This post was originally published on April, 11th, 2016.
Like many adolescents anticipating or dealing with the fallout of puberty, my sisters and I had a healthy obsession with breasts. The three of us were four years apart, and we were all in different places on the breast-development spectrum: with none, with some, with a ton. Each of our breasts got nicknames. Mine, humiliatingly, were “Betty” and “I’m Ready To Grow” — names provided, of course, by my sisters. As the youngest, I didn’t get the honor of naming my own. I would sometimes wear a bra over my flat chest and wonder what it would be like to have breasts.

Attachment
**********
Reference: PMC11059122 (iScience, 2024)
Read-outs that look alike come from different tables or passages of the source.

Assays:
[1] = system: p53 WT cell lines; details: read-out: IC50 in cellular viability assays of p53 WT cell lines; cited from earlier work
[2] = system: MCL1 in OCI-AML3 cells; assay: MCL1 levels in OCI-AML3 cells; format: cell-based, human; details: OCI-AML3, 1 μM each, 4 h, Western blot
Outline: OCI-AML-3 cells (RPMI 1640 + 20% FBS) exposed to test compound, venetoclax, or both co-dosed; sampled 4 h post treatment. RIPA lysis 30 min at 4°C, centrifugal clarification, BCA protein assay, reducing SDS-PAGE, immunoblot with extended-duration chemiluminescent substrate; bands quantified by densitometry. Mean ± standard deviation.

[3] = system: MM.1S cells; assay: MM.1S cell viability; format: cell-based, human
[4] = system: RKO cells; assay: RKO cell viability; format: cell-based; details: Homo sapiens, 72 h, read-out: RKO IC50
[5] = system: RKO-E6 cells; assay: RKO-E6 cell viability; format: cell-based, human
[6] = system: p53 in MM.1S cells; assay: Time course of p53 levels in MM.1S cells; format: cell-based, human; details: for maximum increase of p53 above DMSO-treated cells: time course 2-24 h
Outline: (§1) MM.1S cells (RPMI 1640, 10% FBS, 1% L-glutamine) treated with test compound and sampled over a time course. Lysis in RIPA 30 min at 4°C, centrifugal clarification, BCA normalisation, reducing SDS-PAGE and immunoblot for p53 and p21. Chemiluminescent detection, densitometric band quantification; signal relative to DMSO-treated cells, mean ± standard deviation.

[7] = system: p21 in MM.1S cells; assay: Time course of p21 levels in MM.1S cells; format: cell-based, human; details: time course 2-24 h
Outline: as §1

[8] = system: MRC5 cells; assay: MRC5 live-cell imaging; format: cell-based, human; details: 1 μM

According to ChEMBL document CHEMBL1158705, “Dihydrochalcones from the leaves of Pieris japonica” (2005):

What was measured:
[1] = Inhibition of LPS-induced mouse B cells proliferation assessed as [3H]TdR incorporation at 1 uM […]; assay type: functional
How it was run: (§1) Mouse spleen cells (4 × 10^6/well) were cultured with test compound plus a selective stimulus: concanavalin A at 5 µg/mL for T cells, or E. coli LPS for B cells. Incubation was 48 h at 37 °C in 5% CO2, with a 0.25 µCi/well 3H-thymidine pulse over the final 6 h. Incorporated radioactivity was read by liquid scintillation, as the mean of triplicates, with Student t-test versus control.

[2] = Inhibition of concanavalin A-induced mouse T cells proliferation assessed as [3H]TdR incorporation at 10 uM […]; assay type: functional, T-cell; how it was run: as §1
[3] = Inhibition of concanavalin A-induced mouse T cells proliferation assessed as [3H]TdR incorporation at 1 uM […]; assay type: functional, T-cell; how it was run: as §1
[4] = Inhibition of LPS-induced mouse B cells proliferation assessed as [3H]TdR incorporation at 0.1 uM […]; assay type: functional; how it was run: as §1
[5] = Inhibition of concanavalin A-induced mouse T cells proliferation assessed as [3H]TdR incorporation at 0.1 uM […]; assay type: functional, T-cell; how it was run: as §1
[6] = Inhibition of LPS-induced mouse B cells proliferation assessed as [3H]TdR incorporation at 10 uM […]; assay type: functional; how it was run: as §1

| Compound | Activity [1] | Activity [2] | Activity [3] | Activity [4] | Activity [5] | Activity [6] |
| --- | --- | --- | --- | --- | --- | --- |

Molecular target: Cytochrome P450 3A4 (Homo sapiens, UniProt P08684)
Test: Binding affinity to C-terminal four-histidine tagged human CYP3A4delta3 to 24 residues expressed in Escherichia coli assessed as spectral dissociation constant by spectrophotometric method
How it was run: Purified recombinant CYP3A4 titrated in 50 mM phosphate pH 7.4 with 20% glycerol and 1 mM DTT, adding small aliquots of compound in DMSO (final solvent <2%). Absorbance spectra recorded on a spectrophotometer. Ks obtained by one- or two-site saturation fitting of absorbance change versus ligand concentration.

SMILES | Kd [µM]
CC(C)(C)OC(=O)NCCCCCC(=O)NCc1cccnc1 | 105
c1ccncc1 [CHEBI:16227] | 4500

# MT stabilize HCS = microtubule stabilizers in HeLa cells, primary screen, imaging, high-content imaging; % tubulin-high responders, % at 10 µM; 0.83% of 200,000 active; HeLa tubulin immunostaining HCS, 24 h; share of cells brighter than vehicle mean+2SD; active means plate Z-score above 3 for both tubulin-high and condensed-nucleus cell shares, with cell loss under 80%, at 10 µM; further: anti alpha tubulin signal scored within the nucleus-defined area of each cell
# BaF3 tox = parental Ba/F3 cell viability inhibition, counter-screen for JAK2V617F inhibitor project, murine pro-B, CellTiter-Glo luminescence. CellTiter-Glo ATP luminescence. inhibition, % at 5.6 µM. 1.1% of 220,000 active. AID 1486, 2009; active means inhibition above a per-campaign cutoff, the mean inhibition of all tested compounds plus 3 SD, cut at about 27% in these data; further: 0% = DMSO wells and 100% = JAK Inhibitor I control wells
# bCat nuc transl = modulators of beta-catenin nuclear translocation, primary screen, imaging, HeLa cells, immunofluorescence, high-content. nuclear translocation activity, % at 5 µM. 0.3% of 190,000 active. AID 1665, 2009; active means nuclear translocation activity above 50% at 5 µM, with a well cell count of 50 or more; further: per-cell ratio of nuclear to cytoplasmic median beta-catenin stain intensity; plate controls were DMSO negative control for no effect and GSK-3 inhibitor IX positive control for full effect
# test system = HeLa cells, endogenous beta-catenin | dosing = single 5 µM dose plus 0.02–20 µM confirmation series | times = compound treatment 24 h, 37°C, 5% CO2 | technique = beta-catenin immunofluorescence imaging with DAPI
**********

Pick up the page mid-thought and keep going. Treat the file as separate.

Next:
My breasts finally came in — and then never seemed to stop growing. By seventh grade, I was already a C cup. Accustomed to being ignored by boys, I was now chosen as someone’s square-dancing partner (I grew up in the country) simply because I had big boobs. It was too much too soon. My sisters ended up renaming them “Lou” and “I Grew.” Bigger breasts hadn’t freed me from embarrassment at all; they only magnified and localized it.
Men, I discovered, were inappropriately free with their opinions and stares. The obviousness of my breasts seemed to grant permission for people to make both good and bad comments. Always the avid diarist, at the age of 19 I distilled the feelings I’d been having since sixth grade: "I’m tired of people discussing my breasts, in public, as if they are common property." This sentence has been burned into my memory.
Click through to continue reading. (Warning: Many of the photos in this post are NSFW.)
*The writer's name has been changed to protect her identity.
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